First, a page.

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In case you missed our October 02 show, "A flock of bird issues in Indiana"
In case you missed our September 25 show, "Indy wife of Treasure Island’s Robert Louis Stevenson: encore"
In case you missed our September 18 show, "Population shifts: 2020 Census and Indiana"
October 9, 2021
Weird and spooky stories from Wabash County
About 700 residents of Wabash County in northeastern Indiana once donated locks of their hair to create a harp. Well, an intricate artwork in the shape of a harp. That sounds weird (or at least offbeat) today, concedes, T.J. Honeycutt, director of archives and outreach at the Wabash County Museum, where the "hair harp" is among the exhibits that continually astonish visitors.
As T.J. will explain when he joins Nelson for a show about weird and spooky true stories related to Wabash County, hair frequently was used during the late 19th and early 20th centuries to create artwork. The "hair harp", which was completed in 1917 after taking nearly a decade to create, became one of the largest pieces of hair art in the entire country.
Organized by Wabash County artisan Martha Holloway (1842-1921), the hair harp was biblically-themed around the number seven. In selecting hair donors, both men and women in groups of seven were chosen: seven 70-year-olds, seven brothers, seven sisters, seven ministers and even a 107-year-old county resident who had been married 77 years to his wife.
During the 1880s and ‘90s, hair artifacts also were created for courtship rituals. "An interested lady would make jewelry out of her own hair and gift it to her suitor to affirm her mutual interest," T.J. Honeycutt says.
He adds that artifacts created from hair were even more commonly created as mourning rituals: "Artisans would make jewelry and other adornments out of a deceased loved one’s hair. They would wear the handicrafts for one year."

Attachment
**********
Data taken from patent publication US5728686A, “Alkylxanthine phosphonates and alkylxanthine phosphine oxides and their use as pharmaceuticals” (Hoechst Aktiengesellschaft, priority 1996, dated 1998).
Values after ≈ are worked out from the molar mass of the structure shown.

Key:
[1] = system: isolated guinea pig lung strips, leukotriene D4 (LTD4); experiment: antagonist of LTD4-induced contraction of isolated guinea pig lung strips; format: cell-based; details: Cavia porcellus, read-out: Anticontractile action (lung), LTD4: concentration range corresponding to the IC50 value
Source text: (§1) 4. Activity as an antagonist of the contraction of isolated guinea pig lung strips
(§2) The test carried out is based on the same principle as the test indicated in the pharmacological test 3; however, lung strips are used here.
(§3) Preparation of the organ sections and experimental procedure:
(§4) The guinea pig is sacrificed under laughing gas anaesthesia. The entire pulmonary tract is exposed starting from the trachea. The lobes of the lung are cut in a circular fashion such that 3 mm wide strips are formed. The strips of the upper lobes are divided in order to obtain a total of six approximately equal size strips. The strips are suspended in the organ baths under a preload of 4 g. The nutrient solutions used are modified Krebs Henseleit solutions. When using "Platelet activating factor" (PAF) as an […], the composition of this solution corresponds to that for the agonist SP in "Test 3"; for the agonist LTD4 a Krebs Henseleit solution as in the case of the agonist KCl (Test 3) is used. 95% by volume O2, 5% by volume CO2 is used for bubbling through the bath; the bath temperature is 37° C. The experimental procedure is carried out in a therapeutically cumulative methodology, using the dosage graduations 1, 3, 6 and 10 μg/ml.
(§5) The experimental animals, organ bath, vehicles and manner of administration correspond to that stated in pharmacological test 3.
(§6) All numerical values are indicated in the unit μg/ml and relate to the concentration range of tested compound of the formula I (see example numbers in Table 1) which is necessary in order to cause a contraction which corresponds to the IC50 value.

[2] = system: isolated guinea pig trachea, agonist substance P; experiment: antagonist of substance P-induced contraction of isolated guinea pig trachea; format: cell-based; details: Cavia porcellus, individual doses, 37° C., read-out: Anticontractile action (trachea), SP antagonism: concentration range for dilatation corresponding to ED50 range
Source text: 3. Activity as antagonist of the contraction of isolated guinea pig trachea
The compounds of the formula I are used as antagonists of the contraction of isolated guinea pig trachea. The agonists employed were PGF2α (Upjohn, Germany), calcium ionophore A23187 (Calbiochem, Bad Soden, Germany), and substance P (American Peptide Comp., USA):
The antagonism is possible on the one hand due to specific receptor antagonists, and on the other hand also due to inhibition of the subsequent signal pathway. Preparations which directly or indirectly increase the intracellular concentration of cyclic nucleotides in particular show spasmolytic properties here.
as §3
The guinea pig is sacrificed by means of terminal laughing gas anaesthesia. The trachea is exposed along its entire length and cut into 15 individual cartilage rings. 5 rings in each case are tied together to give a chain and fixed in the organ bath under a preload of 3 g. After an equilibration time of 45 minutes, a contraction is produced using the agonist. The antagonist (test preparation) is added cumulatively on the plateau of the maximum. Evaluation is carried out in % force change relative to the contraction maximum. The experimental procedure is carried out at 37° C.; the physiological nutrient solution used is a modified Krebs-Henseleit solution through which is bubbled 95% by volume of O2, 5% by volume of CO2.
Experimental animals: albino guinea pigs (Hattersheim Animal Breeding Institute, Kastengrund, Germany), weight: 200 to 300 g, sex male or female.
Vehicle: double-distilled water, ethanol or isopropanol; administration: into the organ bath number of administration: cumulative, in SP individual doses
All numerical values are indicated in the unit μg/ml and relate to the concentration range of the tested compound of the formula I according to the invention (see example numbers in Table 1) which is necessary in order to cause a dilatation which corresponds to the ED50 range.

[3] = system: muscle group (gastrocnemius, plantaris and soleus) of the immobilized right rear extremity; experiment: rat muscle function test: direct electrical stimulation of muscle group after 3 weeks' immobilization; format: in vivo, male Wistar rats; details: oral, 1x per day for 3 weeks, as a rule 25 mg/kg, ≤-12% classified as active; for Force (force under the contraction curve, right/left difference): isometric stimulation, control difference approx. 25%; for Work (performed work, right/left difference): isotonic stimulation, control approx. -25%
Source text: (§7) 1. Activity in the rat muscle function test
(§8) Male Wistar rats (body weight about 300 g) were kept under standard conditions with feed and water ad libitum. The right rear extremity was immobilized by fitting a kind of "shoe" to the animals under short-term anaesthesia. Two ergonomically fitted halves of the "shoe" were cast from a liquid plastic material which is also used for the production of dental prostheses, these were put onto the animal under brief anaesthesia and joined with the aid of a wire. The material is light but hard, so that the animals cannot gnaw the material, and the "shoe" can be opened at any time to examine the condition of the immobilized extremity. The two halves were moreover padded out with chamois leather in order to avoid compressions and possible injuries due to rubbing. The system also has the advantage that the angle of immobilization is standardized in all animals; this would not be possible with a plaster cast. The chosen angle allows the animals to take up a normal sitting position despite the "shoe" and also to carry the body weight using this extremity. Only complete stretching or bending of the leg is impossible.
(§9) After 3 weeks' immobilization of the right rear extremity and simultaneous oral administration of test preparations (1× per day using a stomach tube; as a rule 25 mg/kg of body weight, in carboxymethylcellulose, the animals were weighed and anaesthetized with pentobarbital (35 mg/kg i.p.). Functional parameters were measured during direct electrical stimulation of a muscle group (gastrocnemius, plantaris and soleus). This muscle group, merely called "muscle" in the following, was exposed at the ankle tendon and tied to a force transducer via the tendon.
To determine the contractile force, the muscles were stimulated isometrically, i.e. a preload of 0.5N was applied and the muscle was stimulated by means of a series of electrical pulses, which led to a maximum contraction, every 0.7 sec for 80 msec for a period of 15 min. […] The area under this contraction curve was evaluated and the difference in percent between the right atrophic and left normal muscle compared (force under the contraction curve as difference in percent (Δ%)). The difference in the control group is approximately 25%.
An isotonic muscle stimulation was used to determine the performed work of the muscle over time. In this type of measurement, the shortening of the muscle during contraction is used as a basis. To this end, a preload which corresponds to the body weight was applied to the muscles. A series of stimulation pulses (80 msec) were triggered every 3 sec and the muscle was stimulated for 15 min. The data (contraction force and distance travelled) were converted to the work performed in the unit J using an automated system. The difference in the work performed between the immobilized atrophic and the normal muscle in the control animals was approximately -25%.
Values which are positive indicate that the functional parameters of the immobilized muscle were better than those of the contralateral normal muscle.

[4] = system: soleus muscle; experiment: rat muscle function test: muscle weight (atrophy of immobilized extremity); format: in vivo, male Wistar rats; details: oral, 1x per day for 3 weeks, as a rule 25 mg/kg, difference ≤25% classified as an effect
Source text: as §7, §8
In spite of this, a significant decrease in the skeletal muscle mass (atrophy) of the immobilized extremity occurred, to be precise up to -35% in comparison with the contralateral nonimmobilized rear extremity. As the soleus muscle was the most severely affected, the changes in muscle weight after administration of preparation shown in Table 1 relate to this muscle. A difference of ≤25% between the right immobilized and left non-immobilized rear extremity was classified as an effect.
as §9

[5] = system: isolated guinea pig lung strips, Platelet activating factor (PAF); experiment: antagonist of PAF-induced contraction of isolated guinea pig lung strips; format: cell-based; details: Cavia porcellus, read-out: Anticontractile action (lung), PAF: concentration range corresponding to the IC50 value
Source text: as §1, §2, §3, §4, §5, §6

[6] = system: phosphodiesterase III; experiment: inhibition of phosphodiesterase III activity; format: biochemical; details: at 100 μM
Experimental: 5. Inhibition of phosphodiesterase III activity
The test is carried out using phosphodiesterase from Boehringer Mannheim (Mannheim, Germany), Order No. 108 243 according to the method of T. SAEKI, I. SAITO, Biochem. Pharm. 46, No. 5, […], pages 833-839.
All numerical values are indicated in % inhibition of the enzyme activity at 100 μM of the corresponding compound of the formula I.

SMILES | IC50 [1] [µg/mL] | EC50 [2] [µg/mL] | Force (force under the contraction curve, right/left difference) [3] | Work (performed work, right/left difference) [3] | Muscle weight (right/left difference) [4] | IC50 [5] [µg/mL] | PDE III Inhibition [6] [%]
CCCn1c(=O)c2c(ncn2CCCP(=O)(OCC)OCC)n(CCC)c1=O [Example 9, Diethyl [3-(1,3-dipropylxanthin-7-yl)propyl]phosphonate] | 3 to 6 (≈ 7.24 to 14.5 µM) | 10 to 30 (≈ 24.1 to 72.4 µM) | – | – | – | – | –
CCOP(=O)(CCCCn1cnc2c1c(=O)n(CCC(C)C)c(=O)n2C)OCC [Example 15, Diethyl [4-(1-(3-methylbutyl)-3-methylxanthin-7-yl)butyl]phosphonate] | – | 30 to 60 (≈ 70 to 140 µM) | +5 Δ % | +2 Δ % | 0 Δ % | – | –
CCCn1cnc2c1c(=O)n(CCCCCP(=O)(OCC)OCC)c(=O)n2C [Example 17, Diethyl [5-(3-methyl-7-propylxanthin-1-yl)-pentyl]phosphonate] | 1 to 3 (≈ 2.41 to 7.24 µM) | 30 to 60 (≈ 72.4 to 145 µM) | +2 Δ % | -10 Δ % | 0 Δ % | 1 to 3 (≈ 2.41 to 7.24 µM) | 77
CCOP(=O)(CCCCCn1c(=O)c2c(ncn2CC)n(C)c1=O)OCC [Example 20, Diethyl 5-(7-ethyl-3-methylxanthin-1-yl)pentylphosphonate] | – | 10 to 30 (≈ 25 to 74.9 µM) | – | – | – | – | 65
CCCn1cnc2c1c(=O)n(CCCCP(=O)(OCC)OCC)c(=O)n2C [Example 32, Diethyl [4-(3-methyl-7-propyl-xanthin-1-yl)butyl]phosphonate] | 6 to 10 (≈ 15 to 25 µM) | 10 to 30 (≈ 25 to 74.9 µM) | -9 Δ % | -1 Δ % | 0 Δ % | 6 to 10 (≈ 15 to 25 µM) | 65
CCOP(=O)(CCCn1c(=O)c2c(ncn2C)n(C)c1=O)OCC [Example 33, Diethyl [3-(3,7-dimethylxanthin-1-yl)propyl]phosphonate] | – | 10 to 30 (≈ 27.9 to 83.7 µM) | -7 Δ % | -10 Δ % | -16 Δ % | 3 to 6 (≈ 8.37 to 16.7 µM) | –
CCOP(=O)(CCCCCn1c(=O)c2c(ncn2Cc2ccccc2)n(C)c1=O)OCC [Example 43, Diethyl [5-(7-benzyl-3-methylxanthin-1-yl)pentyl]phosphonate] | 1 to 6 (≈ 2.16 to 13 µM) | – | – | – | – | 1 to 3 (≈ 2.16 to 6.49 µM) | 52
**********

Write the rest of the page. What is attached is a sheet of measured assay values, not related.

Some of the artifacts are connected to a local circus strongman and early professional wrestler during the 1930s and ‘40s. As part of his wrestling routine, Wabash County resident Bob Printy would be "hung" by his neck by opponents during matches. According to T.J., Printy would often practice his "hanging" stunt on his front porch and his yard. This regularly alarmed passing motorists.
Printy, who never was injured when performing his stunt, was employed by Ringling Brothers circus. Along with other circuses, Ringling Brothers frequently spent the winter months in Peru, Ind., not far from Wabash County.
Also during our show, T.J. will discuss an unusual skeleton housed in the basement of the museum. Among several creepy aspects of the skeleton: It has more than one skull.
Roadtrip: Fort Ouiatenon on the Wabash River
Guest Roadtripper Sarah Halter, executive director of the Indiana Medical History Museum, suggests a visit to Fort Ouiatenon, a former French trading post originally built in 1717 about three miles southwest of West Lafayette. The name 'Ouiatenon' is a French rendering of the name in the Wea language, waayaahtanonki, meaning 'place of the whirlpool'. It was one of three French forts built during the 18th century in what was then New France, later the Northwest Territory and today the state of Indiana.
In 1928, a local physician, Dr. Richard B. Wetherill, acquired the land around what was believed to be the site of the trading post. In 1930, he built a 452 sq. ft. replica of a fort on this land that you can see today. You can also visit the Blockhouse Museum which is owned and maintained by the Tippecanoe County Park and Recreation Department and the Tippecanoe County Historical Association.
The annual Feast of the Hunters’ Moon is a re-creation of the annual fall gathering of the French and Native Americans which took place at Fort Ouiatenon. It now is recreated every October. In fact, this Saturday our Roadtripper will be calling in from the festival!
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